251,242 Pages

Thomas Morse R-5.jpg
Role Racing aircraft
National origin United States of America
Manufacturer Thomas-Morse Aircraft
Designer B. Douglas Thomas
First flight 29 September 1922
Introduction 1922
Retired 1923
Primary user United States Army Air Service
Number built 2

The Thomas-Morse R-5 also known as the TM-22 was an American single-engined parasol monoplane racing aircraft of the 1920s. Two were built for the United States Army Air Service in 1922, but after competing in the 1922 Pulitzer Trophy Race the type was abandoned.

Design and developmentEdit

In early 1922, the United States Army Air Service placed orders with a number of American manufacturers for Racing aircraft to compete in the prestigious Pulitzer Trophy Race. Amongst the companies who received orders was Thomas-Morse Aircraft of Ithaca, New York, whose chief designer, B Douglas Thomas, designed a single-seat, single-engined parasol wing monoplane, the Thomas Morse TM-22, with two being ordered by the Army as the Thomas-Morse R-5.[1][2]

The TM-22, which was based on Thomas's unsuccessful MB-9 fighter and MB-10 training aircraft, which had both flown in 1921 but had been quickly abandoned.[1] It was of all-metal construction, with corrugated duralumin skinning over a duralumin structure, while its wing featured a distinct hump in the centre above the fuselage.[3][4] The two prototypes had different wings, with the first prototype having a span of 29 ft 0 in (8.84 m) and a wing area of 174 sq ft (16.2 m²), while the second had a span of 25 ft (7.62 m) and an area of 150 sq dt (13.9 m²). It was powered by a single 600 hp (447 kW) Packard 1A-2025 V12 engine with its radiator and oil tank in a tubular container beneath the fuselage. The aircraft had a fixed conventional landing gear.[1]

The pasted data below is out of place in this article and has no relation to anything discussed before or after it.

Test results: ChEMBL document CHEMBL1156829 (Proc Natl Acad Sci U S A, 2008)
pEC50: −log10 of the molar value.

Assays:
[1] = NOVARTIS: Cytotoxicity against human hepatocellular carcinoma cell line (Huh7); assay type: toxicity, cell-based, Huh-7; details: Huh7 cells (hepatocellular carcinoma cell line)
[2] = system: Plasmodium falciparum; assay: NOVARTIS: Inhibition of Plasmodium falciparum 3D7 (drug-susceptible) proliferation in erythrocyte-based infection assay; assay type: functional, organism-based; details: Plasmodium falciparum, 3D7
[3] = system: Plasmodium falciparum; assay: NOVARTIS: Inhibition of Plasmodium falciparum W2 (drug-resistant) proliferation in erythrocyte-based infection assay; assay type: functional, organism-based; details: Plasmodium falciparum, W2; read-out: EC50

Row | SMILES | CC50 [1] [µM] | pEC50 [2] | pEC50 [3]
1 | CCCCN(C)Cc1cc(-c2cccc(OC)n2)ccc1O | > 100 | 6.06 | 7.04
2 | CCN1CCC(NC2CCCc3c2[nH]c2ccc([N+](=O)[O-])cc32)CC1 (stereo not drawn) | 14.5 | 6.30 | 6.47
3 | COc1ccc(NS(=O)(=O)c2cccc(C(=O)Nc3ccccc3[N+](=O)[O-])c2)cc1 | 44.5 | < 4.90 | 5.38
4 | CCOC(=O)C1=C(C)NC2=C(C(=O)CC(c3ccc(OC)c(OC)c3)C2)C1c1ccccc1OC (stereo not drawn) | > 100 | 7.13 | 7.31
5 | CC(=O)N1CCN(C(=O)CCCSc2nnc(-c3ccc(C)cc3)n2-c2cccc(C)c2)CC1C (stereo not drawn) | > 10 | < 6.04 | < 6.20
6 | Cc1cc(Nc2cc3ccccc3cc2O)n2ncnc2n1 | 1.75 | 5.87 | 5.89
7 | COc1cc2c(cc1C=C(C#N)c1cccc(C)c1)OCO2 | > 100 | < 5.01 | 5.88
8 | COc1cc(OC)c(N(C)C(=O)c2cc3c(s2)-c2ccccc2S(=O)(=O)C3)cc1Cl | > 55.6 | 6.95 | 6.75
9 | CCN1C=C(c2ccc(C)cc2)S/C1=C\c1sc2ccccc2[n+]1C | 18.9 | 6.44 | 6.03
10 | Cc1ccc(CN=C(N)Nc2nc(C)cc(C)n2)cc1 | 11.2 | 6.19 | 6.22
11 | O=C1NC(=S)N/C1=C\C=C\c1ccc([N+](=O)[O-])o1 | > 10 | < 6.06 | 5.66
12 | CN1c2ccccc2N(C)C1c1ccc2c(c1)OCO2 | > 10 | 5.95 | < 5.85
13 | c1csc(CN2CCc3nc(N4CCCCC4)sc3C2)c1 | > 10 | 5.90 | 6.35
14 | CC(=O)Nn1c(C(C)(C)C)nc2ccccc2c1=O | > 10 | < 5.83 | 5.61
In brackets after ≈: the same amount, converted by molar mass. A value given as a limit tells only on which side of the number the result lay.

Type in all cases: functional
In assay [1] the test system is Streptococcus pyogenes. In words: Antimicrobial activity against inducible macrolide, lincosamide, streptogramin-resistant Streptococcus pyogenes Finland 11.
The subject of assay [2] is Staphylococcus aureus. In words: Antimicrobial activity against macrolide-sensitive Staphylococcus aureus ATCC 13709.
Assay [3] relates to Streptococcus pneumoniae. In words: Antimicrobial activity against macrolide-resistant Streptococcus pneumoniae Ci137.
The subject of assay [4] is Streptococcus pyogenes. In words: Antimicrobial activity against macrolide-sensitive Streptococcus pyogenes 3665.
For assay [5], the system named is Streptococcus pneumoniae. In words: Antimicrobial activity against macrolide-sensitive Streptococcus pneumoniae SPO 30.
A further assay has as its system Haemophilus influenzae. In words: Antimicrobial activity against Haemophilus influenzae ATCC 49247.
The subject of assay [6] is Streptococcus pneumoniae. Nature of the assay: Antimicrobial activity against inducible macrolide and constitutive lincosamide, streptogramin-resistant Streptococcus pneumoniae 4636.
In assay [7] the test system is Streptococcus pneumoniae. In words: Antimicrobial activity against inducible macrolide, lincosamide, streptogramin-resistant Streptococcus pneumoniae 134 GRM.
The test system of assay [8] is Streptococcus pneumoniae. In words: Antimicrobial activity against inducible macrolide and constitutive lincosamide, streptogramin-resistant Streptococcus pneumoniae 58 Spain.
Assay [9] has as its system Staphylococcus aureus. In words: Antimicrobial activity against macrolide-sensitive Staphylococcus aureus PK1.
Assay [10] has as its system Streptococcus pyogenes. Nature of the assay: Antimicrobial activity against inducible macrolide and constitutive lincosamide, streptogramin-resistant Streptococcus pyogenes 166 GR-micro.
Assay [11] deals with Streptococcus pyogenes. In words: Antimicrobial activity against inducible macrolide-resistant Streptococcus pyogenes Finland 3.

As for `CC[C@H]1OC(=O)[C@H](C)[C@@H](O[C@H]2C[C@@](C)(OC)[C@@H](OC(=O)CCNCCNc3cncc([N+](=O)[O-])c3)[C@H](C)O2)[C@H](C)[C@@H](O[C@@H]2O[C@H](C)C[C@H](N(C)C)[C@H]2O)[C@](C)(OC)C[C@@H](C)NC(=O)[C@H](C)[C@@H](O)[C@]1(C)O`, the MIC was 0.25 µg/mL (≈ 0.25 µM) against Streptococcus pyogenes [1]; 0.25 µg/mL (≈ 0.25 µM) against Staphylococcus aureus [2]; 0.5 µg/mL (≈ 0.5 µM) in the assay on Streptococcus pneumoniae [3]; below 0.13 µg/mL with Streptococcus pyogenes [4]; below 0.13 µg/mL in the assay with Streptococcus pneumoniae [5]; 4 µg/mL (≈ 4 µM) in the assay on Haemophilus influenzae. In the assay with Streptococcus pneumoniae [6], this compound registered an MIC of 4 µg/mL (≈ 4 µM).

Operational historyEdit

THOMAS-MORSE R-5 RACER and Clayton Bissell USAF

Thomas-Morse R-5 and Clayton Bissell - note the corrogated fuselage skin of the aircraft

The two aircraft were delivered to Selfridge Field, Michigan in September 1922, with the first prototype making its maiden flight there on 29 September.[1] The aircraft suffered cooling problems and had poor handling, while struggling to reach the speed of 190 mph expected by the Air Service.[1][4]

Despite these problems, the two R-5s, flown by Captain Frank O'Driscoll Hunter and Lieutenant Clayton L. Bissell were amongst the starters for the Pulitzer Race on 14 October. Bissell finished tenth at an average speed of 155.5 mph (250.4 km/h), while Hunter finish eleventh, at a speed of 149.3 mph (240.4 km/h),[1] the last two aircraft to complete the race.[4]

Both aircraft were sent to McCook Field, Dayton, Ohio for further testing in 1923, and were destroyed during static structural testing.[1]


Data from The American Fighter[4]

General characteristics
  • Crew: 1
  • Length: 19 ft 10 in (6.05 m)
  • Wingspan: 29 ft 0 in (8.84 m)
  • Height: 8 ft 6 in (2.59 m)
  • Wing area: 174 sq ft (16.2 m2)
  • Gross weight: 2,850 lb (1,293 kg)
  • Powerplant: 1 × Packard 1A-2025 liquid-cooled V12 engine, 600 hp (450 kW)


  • Maximum speed: 188 mph (303 km/h; 163 kn)

See alsoEdit


  1. 1.0 1.1 1.2 1.3 1.4 1.5 1.6 Wegg 1990, p. 27.
  2. Angelucci and Bowers 1987, pp. 423–424.
  3. Flight 19 October 1922, p. 605.
  4. 4.0 4.1 4.2 4.3 Angelucci and Bowers 1987, p. 424.

This page uses Creative Commons Licensed content from Wikipedia (view authors).
Community content is available under CC-BY-SA unless otherwise noted.